For such a seemingly major doctrine, one might expect a weighty argument, but this is what is offered in The Scofield Bible’s Reference Notes (1917 Edition): “…’caught up’—Not church saints only, but all bodies of the saved [that is, not only the living, but also the dead], of whatever dispensation, are included in the first resurrection… [It] is peculiarly the ‘blessed hope’ of the Church (cf) Matthew 24:42; 25:13; Luke 12:36-48; Acts 1:11; Philippians 3:20, 21; Titus 2:11-13.”

This offers surprisingly little information, considering how many accept the rapture doctrine based upon these notes. Additionally, all of the references he cited are about Christ’s return and the believer’s need to be ready for that event. None of them speak of a “near return” by Christ to snatch away believers.

Some rapturists today cite Acts 8:39, saying it uses the same Greek word that is translated “caught up” in 1 Thessalonians 4:17. They say that the fact the Spirit of God “caught [Philip] away” shows that 1 Thessalonians 4:17 means that the saints are caught away to heaven. Yet the Spirit did not transport Philip to heaven, but rather from one place on the earth to another.

The saints of 1 Thessalonians 4:17, on the other hand, rise to meet the Lord in the air. (We’ll cover more on this point in the next article in this series.)

The words “blessed hope” also often appear in rapture literature. In fact, “The Blessed Hope” is the name by which some denominations refer to the rapture doctrine. They take “blessed hope” from Titus 2:13, where Paul writes, “looking for the blessed hope, and the appearance of the glory of our great God and Savior Jesus Christ.”

The implication is that the word “appearance” conveys something secretive and sudden; that is, the rapture. Therefore, “blessed hope” becomes a sort of shorthand for the rapture in literature and films on the doctrine. A few other New Testament references that mention “the appearing of Christ” are also often cited, as if these scriptures strengthen their case.

But all of these are simply referring to Christ’s coming, either the first time as a perfect sacrifice for sin, or the second time, as an invincible King.

Flawed foundation

The word rapture comes from the Latin rapere, meaning, “to seize” or “to abduct.” It is translated from the Greek word that is rendered “caught up” in English Bibles today.

All advocates of the rapture agree that the main argument is based on 1 Thessalonians 4:17. Here the argument stands or falls.

First, look at verse 17 in the New King James Version: “Then we who are alive and remain shall be caught up together with them in the clouds to meet the Lord in the air. And thus we shall always be with the Lord.”

The Greek verb for “caught up” is harpagesometha. Does it convey the sense of an abduction here? No, “[it] combines the ideas of force and suddenness seen in the irresistible power of God” (Leon Morris, Tyndale New Testament Commentaries, Revised Edition, 1984, p. 94).

Why would Paul use such a strong word? Let’s allow the Bible to speak for itself. The context of the subject begins in verse 13 and concludes in verse 11 of the next chapter. Paul wrote this section of the letter in answer to concerns of the local Christians.

As you read verse 13, you discover that Christians in Thessalonica were grieving over the unexpected deaths of members of their congregation.

Albert Barnes comments: “There seems some reason to suppose…that some of them believed that, though those who were dead would indeed rise again, yet it would be long after those who were living when the Lord Jesus would return had been taken to glory, and would always be in a condition inferior to them” ( Barnes’ Notes on the New Testament, notes on 1 Thessalonians 4:13).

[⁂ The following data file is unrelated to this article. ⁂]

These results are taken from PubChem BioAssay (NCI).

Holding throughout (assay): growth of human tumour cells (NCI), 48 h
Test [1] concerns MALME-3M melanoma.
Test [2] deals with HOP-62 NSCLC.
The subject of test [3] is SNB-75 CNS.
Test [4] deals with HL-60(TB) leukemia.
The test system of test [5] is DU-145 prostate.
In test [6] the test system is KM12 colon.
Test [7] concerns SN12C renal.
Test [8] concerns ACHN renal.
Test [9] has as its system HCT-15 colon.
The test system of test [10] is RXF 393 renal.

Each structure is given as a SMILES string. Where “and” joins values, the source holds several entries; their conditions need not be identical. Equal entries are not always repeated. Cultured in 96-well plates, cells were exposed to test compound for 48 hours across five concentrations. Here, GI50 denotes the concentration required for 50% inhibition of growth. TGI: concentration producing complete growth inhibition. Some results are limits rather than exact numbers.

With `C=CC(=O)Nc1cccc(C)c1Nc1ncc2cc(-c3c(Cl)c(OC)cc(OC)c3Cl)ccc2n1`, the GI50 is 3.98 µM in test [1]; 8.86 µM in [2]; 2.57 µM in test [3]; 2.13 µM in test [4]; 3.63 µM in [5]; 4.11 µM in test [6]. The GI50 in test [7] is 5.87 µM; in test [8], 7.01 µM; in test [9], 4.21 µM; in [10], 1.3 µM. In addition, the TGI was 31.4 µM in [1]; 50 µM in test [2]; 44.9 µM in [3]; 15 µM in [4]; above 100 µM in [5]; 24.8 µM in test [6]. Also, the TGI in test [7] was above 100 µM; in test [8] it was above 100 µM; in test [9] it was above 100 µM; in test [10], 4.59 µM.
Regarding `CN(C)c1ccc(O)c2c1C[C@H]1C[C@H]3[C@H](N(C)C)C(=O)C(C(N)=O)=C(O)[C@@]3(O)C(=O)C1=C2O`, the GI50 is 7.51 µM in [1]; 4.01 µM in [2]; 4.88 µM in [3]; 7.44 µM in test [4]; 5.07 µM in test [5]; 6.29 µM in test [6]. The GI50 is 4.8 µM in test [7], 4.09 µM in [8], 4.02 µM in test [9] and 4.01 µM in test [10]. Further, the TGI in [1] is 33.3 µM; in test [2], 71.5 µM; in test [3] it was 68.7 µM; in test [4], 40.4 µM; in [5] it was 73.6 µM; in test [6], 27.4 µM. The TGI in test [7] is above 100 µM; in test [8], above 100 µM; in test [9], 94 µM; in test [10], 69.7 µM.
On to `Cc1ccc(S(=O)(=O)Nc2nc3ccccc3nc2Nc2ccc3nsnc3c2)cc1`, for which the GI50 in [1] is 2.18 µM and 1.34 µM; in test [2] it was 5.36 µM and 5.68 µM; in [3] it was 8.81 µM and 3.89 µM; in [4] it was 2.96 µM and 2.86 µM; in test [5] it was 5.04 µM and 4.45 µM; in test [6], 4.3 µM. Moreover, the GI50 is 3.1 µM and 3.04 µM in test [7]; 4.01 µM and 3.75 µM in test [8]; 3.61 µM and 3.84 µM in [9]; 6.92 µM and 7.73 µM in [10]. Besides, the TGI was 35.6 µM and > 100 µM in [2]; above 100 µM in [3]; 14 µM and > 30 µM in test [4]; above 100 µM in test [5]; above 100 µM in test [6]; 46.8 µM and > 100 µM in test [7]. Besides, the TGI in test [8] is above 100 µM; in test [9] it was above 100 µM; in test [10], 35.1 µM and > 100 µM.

Paul wrote that they should not grieve over this: “For if we believe that Jesus died and rose again, even so God will bring with Him those who sleep in Jesus [believers who had died]” (verse 14).

Was he responding to a worry about whether Christ would rescue believers from the Great Tribulation? No, nothing is said of this.

Nor is there anything in these verses that intimates Christ making a swooping pass by the earth to snatch off a few people to take them to heaven. These verses refer only to the doctrine of the second coming, at which time Jesus sets foot on the earth.

A reunion with friends who died

There is more to Paul’s encouragement. Dr. Morris observes, “There will be a reunion with Christ, but there will also be a reunion with the friends who have gone before” (Tyndale).

The Commentary on the Whole Bible by Jamieson, Fausset and Brown observes something further. “The leading topic of Paul’s preaching at Thessalonica having been the coming kingdom (Acts 17:7), some perverted it into a cause for fear in respect to friends lately deceased, as if these would be excluded from the glory which those found alive alone should share. This error Paul here corrects.”

Verse 15 amplifies the point: “We who are alive and remain until the coming of the Lord will by no means precede those who are asleep.”

Verse 18 reiterates this main point: “Therefore comfort one another with these words.” Paul sums it up in verses 10-11 of chapter 5 (there is no chapter break in the original text): “…that whether we wake or sleep [remain alive or die], we should live together with Him. Therefore comfort each other and edify one another, just as you also are doing.”

Any claim that “the comfort” of these verses was about being snatched away to heaven takes incredible license with the Bible.

Paul’s reason for using such a strong word as harpagesometha was to reassure people that, at Christ’s return, God would reunite believers who remain alive with believers who had died. The dead won’t be behind in any way!

But why will the saints meet Christ in the air? We will cover that in the next article.